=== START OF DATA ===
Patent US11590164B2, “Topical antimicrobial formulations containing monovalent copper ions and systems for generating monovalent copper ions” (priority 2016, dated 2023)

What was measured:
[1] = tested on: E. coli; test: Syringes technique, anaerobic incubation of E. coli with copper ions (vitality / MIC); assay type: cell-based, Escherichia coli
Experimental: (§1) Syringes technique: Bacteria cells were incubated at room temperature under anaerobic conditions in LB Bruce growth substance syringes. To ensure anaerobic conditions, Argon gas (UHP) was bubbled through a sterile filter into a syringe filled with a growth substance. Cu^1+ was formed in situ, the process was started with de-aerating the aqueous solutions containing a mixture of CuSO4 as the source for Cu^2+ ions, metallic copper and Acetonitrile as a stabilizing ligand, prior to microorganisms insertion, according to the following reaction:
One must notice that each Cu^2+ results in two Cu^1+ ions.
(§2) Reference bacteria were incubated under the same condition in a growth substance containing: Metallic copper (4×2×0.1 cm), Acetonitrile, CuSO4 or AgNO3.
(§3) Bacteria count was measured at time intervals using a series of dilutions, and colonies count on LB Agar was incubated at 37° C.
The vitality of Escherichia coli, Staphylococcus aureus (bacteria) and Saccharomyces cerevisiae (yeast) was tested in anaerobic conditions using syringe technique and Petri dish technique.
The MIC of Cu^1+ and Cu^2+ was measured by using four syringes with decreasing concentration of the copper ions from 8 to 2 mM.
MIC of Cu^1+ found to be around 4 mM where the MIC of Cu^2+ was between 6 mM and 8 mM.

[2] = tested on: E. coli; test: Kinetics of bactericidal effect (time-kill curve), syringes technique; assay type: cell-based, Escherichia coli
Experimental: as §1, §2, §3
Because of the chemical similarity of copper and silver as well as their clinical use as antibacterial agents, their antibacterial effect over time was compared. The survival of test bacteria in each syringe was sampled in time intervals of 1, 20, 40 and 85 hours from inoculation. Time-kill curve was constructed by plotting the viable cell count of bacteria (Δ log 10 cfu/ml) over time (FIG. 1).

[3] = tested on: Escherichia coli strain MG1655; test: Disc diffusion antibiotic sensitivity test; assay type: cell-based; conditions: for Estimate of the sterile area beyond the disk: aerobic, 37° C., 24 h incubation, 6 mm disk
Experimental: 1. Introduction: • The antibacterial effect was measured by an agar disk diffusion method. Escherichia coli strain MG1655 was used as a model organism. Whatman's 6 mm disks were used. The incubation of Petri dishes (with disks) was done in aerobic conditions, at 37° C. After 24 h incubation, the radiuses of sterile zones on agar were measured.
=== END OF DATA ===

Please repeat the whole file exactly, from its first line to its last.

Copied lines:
Patent US11590164B2, “Topical antimicrobial formulations containing monovalent copper ions and systems for generating monovalent copper ions” (priority 2016, dated 2023)

What was measured:
[1] = tested on: E. coli; test: Syringes technique, anaerobic incubation of E. coli with copper ions (vitality / MIC); assay type: cell-based, Escherichia coli
Experimental: (§1) Syringes technique: Bacteria cells were incubated at room temperature under anaerobic conditions in LB Bruce growth substance syringes. To ensure anaerobic conditions, Argon gas (UHP) was bubbled through a sterile filter into a syringe filled with a growth substance. Cu^1+ was formed in situ, the process was started with de-aerating the aqueous solutions containing a mixture of CuSO4 as the source for Cu^2+ ions, metallic copper and Acetonitrile as a stabilizing ligand, prior to microorganisms insertion, according to the following reaction:
One must notice that each Cu^2+ results in two Cu^1+ ions.
(§2) Reference bacteria were incubated under the same condition in a growth substance containing: Metallic copper (4×2×0.1 cm), Acetonitrile, CuSO4 or AgNO3.
(§3) Bacteria count was measured at time intervals using a series of dilutions, and colonies count on LB Agar was incubated at 37° C.
The vitality of Escherichia coli, Staphylococcus aureus (bacteria) and Saccharomyces cerevisiae (yeast) was tested in anaerobic conditions using syringe technique and Petri dish technique.
The MIC of Cu^1+ and Cu^2+ was measured by using four syringes with decreasing concentration of the copper ions from 8 to 2 mM.
MIC of Cu^1+ found to be around 4 mM where the MIC of Cu^2+ was between 6 mM and 8 mM.

[2] = tested on: E. coli; test: Kinetics of bactericidal effect (time-kill curve), syringes technique; assay type: cell-based, Escherichia coli
Experimental: as §1, §2, §3
Because of the chemical similarity of copper and silver as well as their clinical use as antibacterial agents, their antibacterial effect over time was compared. The survival of test bacteria in each syringe was sampled in time intervals of 1, 20, 40 and 85 hours from inoculation. Time-kill curve was constructed by plotting the viable cell count of bacteria (Δ log 10 cfu/ml) over time (FIG. 1).

[3] = tested on: Escherichia coli strain MG1655; test: Disc diffusion antibiotic sensitivity test; assay type: cell-based; conditions: for Estimate of the sterile area beyond the disk: aerobic, 37° C., 24 h incubation, 6 mm disk
Experimental: 1. Introduction: • The antibacterial effect was measured by an agar disk diffusion method. Escherichia coli strain MG1655 was used as a model organism. Whatman's 6 mm disks were used. The incubation of Petri dishes (with disks) was done in aerobic conditions, at 37° C. After 24 h incubation, the radiuses of sterile zones on agar were measured.